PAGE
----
Pork Wraps

Remain abreast of the hogs & pork markets with our weekly Pork Wraps written by J.S. Ferraro EVP, Research and Analysis, Dr. Rob Murphy.

Pork Wrap July 29

Prices in the hog and pork complex continued higher this
week, with the cutout adding $3.24/cwt on a weekly average
basis and the WCB negotiated market up $1.57/cwt. We are
still seeing a strong positive influence on the cutout from the
bellies and hams. The ham primal averaged close to $117/cwt
for the week and that was the highest it has been since 2014
when the PEDv crisis cut hog supplies unexpectedly. Further,
the cutout, which averaged over $127/cwt this week is also at
its highest level since 2014. So, this is a pretty rare market
that we are experiencing right now. Of course, the question on
everyone’s mind is, “how long will it last?” If history is any
guide, it probably won’t last too long.

When prices in the pork complex move to extreme levels and
then top, they tend to fall rapidly and I expect that is what will
happen once the current strength in the hams and bellies has
run its course. It is difficult to know exactly when the top will be
made and that is causing traders in the Aug futures to be
somewhat cautious. That contract only has 10 trading days to
expiration and for those that have positions, it will be very
important whether or not ham and/or belly prices break lower
before or after expiration. Traders did close the gap between
the Aug contract and the LHI this week, but the Index is
projected to print close to $123 early next week and by the
time that happens there will only be seven more trading days
left. And of course, there is always the risk that it will continue
to trend upward beyond the $123 level.

As a result, the hog and pork complex has a level of
excitement and uncertainty that just doesn’t exist in the beef
market right now. The combined margin chart continued on its
steep upward trajectory this week, but it normally doesn’t take
long to reverse course, so just because it moved a lot higher
this week doesn’t mean that it can’t move sharply lower next
week. It has already gone further than I thought it would. The
retail primals looked a little more shaky this week, with the
butts in particular losing some luster. I don’t think any of the
retail primals are going to exert a lot of downward pressure on
the cutout until after Labor Day, although the butts probably will
continue to leak lower. Trim prices are very, very strong right
now also.

42s averaged almost $125 this week and the 72s averaged close to
$134. Kills are small and that likely contributes to the high price
levels, but I can’t shake the feeling that somehow the high ham price
is also feeding into the price of trimmings. Perhaps there just isn’t
much ham trimming going on domestically right now. Maybe
untrimmed hams are being moved into export channels and that is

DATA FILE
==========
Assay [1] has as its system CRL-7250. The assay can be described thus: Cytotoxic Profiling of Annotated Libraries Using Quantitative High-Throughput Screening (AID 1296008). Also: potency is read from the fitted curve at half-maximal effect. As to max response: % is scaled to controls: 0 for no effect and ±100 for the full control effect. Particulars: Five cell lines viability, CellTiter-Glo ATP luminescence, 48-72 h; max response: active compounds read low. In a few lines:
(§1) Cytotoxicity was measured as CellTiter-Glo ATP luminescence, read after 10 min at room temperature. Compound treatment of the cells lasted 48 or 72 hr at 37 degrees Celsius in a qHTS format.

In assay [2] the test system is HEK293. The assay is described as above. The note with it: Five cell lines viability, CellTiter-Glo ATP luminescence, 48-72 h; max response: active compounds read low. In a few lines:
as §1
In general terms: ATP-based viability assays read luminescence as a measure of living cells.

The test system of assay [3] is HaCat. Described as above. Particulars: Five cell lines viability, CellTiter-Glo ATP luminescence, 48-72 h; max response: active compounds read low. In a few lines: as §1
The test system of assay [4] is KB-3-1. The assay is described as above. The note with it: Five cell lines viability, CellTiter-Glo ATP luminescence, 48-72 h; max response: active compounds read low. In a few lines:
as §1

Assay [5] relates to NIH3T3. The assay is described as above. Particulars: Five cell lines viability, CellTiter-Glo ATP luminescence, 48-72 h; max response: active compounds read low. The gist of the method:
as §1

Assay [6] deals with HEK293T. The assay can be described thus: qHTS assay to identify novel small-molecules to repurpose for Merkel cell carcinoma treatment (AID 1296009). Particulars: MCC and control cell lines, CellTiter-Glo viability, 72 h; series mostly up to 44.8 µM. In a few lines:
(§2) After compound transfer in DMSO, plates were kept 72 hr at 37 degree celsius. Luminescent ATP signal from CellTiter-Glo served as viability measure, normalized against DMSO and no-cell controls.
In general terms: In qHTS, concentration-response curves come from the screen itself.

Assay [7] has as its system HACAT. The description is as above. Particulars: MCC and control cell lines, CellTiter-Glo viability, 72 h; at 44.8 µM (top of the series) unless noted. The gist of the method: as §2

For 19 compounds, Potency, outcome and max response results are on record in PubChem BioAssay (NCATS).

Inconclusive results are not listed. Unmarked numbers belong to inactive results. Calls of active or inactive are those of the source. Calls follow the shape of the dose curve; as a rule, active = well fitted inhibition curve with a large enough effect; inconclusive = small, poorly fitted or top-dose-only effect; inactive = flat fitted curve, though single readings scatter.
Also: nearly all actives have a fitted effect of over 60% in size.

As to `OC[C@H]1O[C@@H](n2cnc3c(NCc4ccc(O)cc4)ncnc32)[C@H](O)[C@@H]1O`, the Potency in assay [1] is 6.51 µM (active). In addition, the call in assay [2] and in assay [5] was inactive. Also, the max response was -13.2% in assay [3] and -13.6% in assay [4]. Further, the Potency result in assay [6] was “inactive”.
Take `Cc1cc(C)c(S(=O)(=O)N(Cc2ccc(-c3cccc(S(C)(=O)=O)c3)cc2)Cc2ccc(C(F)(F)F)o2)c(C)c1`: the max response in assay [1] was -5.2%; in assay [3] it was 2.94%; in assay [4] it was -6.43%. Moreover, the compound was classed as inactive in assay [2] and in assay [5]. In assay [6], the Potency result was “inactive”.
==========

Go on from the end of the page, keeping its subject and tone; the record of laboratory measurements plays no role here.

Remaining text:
keeping the supply of domestic trim tight. My guess is that when we
do see ham prices break lower that will be followed pretty quickly by
lower trim pricing. This week’s kill registered 2.29 million head, up
only 6,000 from the week before. Next week, we should see the kill
back over 2.3 million head and it will likely be 2.4 million or more by
the end of August.

Carcass weights likely have further to fall before they bottom and the
heat wave that is in the forecast for the Midwest during the first two
weeks of August will likely help that along. The DTDS weights are a
bit on the low side and that may be part of the reason why negotiated
hog prices have been so firm lately. Packers only scheduled 9000
head to be killed on Saturday, so either they can’t find enough hogs
out there or they are attempting to cool off the negotiated market. I
would lean toward the former explanation since margins this week
were calculated over $13/head. That is a pretty robust margin for
August and we need to recognize that it is supported by the small
volumes of hams and bellies that are reported in the negotiated
market each day. If packers have bigger volumes booked at lower
prices then their actual margins would be less than the cash-to-cash
calculation suggests.

I don’t think that the spot hog market will decline substantially until
after the cutout breaks lower. The forecast has margins tightening
up as we move through August, and we could even see some brief
periods of negative margins if the cutout moves down quickly. Export
activity seems to be slowing a bit in response to high domestic pork
prices. There is no evidence yet that China is eager to increase its
purchases of US pork. Next week, the hams and bellies will continue
to be center stage because price changes there will determine the
direction of the cutout and ultimately where the Aug LH futures
expires. It is important to continue to watch the weather also,
because if the Midwestern heat wave turns out to be hotter than
expected that could cause the price strength in the pork complex to
persist longer than currently envisioned.

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